The SMART Targets in Pipeline Management

The Seven Steps of Pipeline Management #1:

How to set your sales target correctly

A sales pipeline is a summary of all sales opportunities that a sales person, business unit or company is pursuing with the aim of closing deals. A more detailed definition of the pipeline and a classification of its meaning can be found in this blog.

You can also read here which information you list in the pipeline and how you can identify the relevant opportunities based on the probability of success.

So now you know the basics and understand that pipeline management is important for your business. In the current blog series, we look at implementation in seven concrete steps.

The first step concerns the target setting. Carrying out all efforts in a goal-oriented manner and having a plan from the beginning increases efficiency enormously and also enables you to better self-reflect and learn more.

So the first task is: Know your sales target.

The SMART formula is widely used for this purpose and has meanwhile established itself in the definition of targets. The letters of the acronym each represent a characteristic that perfect target must have.

  • Specific
  • Measurable
  • Achievable
  • Relevant / Reasonable
  • Time Bound

You can consistently include the specified, time-related measurability in the development and definition of your target.

This means that you do not simply want to "sell more and optimise cold calling", but rather, for example, aim for a 20% increase in customer volume. Or you can specify the goal of "better relationship management", which you then measure in terms of sales per existing customer. In this context, you set concrete time frames (e.g. one fiscal year, one quarter, etc.).

There is disagreement about the letter R, so two meanings are attributed to it. The reasonable and justifiable choice of targets should promote motivation. At the same time the relevance for your company and your corporate strategy is decisive. Pursuing goals only makes sense if they also move you forward.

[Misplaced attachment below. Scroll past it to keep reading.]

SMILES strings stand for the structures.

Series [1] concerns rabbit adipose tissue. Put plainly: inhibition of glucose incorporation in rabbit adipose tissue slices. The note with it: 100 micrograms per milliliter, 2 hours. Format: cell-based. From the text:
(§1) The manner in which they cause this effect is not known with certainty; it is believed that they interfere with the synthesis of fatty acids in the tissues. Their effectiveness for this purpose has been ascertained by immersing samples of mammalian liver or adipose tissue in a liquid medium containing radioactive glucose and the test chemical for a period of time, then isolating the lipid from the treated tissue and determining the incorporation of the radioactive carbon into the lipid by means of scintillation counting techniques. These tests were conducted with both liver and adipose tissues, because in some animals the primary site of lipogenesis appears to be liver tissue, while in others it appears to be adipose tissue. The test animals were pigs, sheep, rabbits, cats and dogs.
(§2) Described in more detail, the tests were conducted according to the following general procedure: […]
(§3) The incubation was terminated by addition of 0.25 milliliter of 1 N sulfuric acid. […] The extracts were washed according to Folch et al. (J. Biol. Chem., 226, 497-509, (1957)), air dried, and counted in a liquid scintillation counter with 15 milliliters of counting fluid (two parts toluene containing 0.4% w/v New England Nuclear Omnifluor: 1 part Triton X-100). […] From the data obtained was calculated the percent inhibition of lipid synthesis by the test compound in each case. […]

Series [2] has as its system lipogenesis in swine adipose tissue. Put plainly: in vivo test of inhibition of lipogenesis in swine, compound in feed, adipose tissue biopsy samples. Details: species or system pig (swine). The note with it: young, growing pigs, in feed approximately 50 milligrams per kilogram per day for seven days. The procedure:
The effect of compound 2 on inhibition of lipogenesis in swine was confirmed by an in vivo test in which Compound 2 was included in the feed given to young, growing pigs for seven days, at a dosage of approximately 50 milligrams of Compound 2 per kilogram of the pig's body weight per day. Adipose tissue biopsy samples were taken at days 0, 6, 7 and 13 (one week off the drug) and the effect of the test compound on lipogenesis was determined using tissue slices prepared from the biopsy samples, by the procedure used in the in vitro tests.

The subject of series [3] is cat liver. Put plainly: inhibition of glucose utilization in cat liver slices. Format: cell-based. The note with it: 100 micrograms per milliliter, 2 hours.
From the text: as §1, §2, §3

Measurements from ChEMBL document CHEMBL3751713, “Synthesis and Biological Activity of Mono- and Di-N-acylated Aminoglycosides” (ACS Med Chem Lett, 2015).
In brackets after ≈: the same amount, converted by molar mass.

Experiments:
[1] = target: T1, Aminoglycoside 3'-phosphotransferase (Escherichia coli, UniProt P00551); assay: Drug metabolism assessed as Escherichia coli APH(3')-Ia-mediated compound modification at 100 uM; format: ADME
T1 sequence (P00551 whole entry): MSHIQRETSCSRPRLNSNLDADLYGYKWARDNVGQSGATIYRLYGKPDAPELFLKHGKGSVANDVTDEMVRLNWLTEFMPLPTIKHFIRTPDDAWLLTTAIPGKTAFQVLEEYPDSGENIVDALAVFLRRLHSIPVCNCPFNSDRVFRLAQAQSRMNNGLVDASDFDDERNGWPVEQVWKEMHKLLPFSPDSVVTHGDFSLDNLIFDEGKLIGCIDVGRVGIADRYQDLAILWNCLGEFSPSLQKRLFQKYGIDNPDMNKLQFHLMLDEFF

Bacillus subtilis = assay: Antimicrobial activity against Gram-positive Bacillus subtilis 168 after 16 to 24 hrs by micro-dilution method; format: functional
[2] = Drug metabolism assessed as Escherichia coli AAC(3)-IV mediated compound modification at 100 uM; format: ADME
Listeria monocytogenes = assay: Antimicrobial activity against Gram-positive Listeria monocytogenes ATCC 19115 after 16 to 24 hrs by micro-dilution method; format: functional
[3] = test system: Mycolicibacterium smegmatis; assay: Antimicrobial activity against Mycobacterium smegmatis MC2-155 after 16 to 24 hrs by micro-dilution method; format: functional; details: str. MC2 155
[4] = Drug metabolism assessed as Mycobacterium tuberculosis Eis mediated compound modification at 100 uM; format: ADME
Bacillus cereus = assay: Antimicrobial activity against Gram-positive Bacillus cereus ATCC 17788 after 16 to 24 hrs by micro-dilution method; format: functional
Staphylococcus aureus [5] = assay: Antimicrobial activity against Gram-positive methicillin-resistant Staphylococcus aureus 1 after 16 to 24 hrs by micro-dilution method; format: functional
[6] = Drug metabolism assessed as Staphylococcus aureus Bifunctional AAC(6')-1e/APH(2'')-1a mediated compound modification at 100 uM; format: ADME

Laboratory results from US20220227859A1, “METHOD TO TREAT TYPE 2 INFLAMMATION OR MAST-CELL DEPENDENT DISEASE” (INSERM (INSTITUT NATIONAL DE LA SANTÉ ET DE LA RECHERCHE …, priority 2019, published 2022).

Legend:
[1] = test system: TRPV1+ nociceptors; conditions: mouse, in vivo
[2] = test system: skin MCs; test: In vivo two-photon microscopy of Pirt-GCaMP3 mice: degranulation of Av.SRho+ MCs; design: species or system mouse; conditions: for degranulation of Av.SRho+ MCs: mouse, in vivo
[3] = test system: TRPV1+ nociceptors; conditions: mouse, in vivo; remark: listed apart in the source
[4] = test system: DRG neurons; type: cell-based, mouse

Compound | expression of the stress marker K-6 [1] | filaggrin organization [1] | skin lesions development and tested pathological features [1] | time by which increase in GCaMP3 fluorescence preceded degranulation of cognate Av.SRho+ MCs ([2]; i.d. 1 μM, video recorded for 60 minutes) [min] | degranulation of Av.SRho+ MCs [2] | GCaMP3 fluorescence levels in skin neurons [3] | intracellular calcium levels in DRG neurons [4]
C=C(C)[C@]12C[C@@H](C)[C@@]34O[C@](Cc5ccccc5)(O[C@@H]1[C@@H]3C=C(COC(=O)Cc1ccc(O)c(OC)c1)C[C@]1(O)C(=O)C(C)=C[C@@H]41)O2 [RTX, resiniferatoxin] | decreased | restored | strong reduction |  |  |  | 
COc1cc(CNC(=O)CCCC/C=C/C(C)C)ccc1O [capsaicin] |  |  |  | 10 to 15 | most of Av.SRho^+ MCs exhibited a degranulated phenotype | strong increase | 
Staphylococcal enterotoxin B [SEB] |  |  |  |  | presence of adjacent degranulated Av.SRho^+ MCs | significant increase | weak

The last factor, accessibility, however, also depends on several external circumstances. You do not have full influence here and can only estimate the accessibility as accurately as possible. Decisive factors can include the following:

  • Market relevance + position of your product
  • Maturity + market saturation (timing)
  • Intensity of competition
  • Cost structure of your company + suppliers (dependencies)
  • Your CEO's ambitions

Therefore, when setting goals, include external factors that may influence you.

However, do not set your goals too low, otherwise you will miss opportunities and growth potential! An optimistic approach usually pays off. However, think realistically and leave room for probable external circumstances and hurdles.

In addition to acquiring new customers, exploiting your existing relationships is a promising approach to optimize your business, expand your business and thus increase your profits.

You can already find various tips for your relationship management. For this, consider the characteristics of an ideal account manager and follow the 10 commandments I have already described in the communication with your clients. You will also learn in my blog how to maintain your account properly and stay up to date. Furthermore, you will learn the difference between Price Clients and Relationship Clients and how to convince with articulated or implied knowledge.